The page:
Student Achievement

Motivated to do Homework

By Katie Ash — December 11, 2007 1 min read
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Having been out of school for about a year and a half now, I have to admit that one of the things I enjoy most about the working world is that when I go home, I don’t have any homework. When I turn off my computer and put on my coat, that is officially the end of my working day, and I’m not required to think about it anymore. It is a luxury I always envied when I was a student.

But then again, as I’ve mentioned many times before, I did a lot of homework when I was in school, and I truly believe that those hours of reading, writing, and studying contributed to a much higher and more comprehensive understanding of what I was learning in class.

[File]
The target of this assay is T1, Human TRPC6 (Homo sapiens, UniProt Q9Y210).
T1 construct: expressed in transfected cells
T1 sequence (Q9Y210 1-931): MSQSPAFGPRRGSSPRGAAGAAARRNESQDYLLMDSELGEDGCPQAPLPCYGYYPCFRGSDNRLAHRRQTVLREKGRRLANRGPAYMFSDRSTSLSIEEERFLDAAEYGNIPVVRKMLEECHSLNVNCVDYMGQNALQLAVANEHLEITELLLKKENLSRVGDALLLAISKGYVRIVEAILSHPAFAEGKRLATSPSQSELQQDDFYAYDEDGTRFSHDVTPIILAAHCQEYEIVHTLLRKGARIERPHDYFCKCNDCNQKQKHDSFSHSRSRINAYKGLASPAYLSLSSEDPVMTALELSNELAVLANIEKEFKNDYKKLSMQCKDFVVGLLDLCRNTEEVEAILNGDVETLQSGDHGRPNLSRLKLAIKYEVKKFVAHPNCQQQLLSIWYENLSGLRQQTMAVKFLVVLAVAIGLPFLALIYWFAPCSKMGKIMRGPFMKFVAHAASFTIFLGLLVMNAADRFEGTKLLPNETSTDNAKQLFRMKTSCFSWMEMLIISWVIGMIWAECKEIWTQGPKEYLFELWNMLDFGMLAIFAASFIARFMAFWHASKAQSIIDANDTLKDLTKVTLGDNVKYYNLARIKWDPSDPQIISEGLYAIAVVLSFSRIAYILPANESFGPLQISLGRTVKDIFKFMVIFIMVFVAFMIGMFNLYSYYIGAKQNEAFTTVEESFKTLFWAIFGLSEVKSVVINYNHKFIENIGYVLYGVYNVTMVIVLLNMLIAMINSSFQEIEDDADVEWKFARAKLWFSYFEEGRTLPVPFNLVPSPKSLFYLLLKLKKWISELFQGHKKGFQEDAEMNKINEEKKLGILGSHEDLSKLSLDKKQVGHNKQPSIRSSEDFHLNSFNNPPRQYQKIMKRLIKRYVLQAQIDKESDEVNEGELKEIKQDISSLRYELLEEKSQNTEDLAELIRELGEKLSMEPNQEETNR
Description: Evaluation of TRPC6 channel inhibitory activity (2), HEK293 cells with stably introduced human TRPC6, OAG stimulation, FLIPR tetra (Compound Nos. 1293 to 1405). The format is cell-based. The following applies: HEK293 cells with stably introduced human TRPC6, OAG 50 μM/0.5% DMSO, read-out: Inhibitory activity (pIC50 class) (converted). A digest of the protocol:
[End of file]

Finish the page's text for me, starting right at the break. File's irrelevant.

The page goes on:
So I was pretty torn when I read this column in the Los Angeles Times. It links homework to childhood obesity and depression, decreased motivation, and even strained family relationships. While I identify with the author’s plea for a “Christmas miracle"--no homework over break--another part of me agrees with the eloquent sentiments of eighth-grade student Maggie Moreton: “GET OVER IT LADY.”

Maybe the question to be asked here is why aren’t kids motivated to do their homework? What makes them so opposed to it that homework, in some cases, is causing fights within their households? Is it a lack of responsibility? Are there just plenty of other things kids would rather be doing? Or is it something else entirely?

My parents never had to bug me to hit the books, and I think, in large part, it had to do with a very clear understanding of what a zero on an assignment could do to my overall average. As my teachers never failed to point out, a missed assignment could send my grade plummeting from an A to a C, or worse. That alone was enough to motivate me.

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A version of this news article first appeared in the Motivation Matters blog.